Dushanbe has a number of museums. Should you visit any of them? We review the evidence.
National Museum of Tajikistan
The National Museum has 4 floors of exhibits on Tajik geology, flora and fauna, culture as well as artifacts and historical reconstructions. While not overly impressive, and housed in a building at least 5 times bigger than necessary, the museum does give a decent overview of Tajikistan’s history and culture for the uninitiated – provided you keep in mind whose idea of history you are looking at.
Labels and signs are mostly in Russian or Tajik; some exhibits have signage in halting English. Getting a guide does make sense if you want more background.
Many of the historical artifacts on offer are (decent) copies, including the Oxus treasure (original in the British Museum) and the Reclining Buddha (original in the Museum of Antiquities), but the beautiful frescoes from ancient Panjakent are the real deal. Suzanis, paintings and musical instruments give a flavour of Tajik folk culture.
- Opening hours: Tuesday – Saturday 10-16, on Sunday 11-15. Closed Mondays. Staff likes to close early.
- Entrance fee: 25 somoni for foreigners
- Location: on the north side of Rudaki Park (Gmaps)
Museum of Antiquities
The older and much smaller, but more expensive National Museum of Antiquities has selected artifacts from Zoroastrian, Buddhist, Hellenistic, Islamic and Pamir cultures displayed on 2 floors. You can see many of the artifacts in the National Museum for real (or are the copies here? It’s not always clear).
The highlight here is the original Reclining Buddha, a 13 meter statue of Buddha peacefully lying on his right side from the Kushan era (500 CE), excavated from Ajina-Tepe. Stones with Mughal era scriptures and Shiva Parwati statues show more links to Indian culture.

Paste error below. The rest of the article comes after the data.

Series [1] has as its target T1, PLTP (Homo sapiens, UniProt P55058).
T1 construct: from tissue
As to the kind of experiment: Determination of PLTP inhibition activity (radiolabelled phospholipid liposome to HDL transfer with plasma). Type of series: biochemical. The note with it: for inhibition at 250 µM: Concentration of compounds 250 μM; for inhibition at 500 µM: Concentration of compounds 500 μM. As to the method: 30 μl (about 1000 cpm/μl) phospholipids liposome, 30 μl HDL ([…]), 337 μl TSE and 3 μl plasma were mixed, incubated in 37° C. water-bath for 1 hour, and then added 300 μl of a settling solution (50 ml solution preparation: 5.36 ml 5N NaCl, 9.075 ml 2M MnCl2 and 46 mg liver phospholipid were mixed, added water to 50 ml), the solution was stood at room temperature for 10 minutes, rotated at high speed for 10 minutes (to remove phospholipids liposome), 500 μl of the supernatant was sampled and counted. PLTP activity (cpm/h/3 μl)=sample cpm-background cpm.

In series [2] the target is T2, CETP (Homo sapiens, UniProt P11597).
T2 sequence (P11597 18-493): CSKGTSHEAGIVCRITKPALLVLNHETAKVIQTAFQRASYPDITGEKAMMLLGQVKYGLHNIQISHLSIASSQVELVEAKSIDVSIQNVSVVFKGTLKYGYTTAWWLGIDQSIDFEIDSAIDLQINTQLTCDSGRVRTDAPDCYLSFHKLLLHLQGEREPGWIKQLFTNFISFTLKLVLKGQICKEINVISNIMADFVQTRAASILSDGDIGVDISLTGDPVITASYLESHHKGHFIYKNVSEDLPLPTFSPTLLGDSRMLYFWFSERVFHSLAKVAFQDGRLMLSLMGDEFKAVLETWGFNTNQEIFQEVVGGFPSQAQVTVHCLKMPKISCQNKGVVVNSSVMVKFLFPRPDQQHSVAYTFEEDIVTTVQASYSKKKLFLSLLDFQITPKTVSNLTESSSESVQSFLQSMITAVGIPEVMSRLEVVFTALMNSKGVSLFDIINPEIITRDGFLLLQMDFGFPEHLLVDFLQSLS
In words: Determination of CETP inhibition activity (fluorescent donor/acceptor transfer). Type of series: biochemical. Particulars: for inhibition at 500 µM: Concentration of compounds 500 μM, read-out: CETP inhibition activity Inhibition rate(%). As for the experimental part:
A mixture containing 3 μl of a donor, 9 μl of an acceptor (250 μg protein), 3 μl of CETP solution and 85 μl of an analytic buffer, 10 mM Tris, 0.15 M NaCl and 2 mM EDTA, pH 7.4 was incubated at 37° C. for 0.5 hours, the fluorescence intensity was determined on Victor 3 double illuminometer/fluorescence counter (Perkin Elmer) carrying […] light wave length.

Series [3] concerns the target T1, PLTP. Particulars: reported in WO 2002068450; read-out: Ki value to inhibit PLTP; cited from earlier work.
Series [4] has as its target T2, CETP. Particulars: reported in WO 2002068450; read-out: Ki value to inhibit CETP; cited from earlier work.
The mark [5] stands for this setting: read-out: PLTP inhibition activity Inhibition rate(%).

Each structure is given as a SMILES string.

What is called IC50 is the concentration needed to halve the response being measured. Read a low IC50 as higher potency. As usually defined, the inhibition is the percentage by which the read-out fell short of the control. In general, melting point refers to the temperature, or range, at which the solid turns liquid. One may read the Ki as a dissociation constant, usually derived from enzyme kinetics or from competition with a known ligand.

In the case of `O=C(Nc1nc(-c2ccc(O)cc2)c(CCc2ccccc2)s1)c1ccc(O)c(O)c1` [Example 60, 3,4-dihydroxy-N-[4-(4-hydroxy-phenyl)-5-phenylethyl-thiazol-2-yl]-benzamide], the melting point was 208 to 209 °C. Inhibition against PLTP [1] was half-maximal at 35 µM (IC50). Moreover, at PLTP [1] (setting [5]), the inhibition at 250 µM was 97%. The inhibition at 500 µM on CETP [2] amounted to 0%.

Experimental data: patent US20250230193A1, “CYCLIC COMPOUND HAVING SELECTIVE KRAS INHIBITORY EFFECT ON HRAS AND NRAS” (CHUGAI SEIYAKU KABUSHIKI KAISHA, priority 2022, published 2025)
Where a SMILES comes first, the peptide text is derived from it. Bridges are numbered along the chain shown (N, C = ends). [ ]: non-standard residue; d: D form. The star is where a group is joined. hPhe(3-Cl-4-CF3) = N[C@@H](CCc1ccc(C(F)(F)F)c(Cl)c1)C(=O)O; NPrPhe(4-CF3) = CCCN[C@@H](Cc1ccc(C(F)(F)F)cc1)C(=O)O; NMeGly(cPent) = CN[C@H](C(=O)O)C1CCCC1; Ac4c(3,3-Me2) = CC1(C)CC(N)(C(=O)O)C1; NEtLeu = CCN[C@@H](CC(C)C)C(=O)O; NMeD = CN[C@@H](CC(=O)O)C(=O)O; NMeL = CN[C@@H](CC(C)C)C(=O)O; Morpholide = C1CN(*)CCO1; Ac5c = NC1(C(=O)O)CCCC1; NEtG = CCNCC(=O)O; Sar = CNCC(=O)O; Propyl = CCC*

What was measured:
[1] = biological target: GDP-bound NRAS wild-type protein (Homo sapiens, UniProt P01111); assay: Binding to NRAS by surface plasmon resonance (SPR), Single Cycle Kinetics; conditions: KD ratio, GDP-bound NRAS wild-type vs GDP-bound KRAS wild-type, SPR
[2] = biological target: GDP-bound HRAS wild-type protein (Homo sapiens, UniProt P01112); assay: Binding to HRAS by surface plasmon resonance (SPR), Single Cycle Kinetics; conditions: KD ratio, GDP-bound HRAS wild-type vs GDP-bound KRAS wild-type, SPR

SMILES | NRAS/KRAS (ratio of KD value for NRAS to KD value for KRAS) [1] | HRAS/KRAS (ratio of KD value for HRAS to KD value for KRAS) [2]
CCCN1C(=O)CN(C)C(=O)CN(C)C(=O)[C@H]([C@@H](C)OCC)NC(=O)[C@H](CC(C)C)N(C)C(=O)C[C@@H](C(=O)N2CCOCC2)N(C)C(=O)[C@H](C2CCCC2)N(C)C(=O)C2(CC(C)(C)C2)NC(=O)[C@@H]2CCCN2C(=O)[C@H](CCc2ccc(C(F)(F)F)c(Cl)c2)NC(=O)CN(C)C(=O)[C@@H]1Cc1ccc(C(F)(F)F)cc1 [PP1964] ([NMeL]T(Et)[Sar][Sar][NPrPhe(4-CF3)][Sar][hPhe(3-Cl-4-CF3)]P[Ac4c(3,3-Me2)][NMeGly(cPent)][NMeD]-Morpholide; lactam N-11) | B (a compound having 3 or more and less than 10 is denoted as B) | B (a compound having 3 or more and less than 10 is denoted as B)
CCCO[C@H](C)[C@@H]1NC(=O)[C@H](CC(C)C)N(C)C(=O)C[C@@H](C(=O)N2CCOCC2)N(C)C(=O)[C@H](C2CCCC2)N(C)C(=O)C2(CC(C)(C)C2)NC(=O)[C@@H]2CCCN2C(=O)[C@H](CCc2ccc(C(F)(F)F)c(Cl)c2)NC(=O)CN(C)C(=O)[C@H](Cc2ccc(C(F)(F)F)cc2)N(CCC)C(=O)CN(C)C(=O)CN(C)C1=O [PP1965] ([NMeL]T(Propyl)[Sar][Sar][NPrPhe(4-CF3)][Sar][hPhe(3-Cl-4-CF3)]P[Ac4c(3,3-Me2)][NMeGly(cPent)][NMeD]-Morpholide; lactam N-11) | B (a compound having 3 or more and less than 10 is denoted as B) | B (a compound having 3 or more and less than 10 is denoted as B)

Burial markers, ceramics, tapestries, carved ivory and other artifacts illustrate the rich blending of cultures influencing Tajikistan over the ages. Also of note is “the princess”, a flexed burial with beads and other grave goods from an archaeological site in Sarazm near Panjakent.
Tour guides are available in Russian and English. Few exhibits have notes in a foreign language, so a guide is important to make sense of what you are seeing.
- Opening hours: 9-17 Tuesday to Saturday, 9-13 Sunday and closed on Mondays.
- Entrance fee: 50 somoni.
- Location: at the intersection of Istravshan Street and Academics Rajabov Street (Gmaps)
Gurminj Museum of Musical Instruments
About 50 music instruments from Tajikistan are crammed into a small room. If no one is around who wants to give you a little demonstration, this will be an underwhelming experience. If, on the other hand, there is someone keen to tell you more and play the instruments, the musical instruments museum can be a wonderful surprise.
Plan for the worst, hope for the best.
- Entrance fee: 10 somoni
- Location: OSM
The household-sized Tursunzoda Literature Museum (Gmaps) and the Shahidi Museum of Musical Culture (a short walk to the east, but not in any online maps – exact address welcome) are both outside the centre, but nearby Mehrgon Bazaar.
The Ethnographic museum is permanently closed.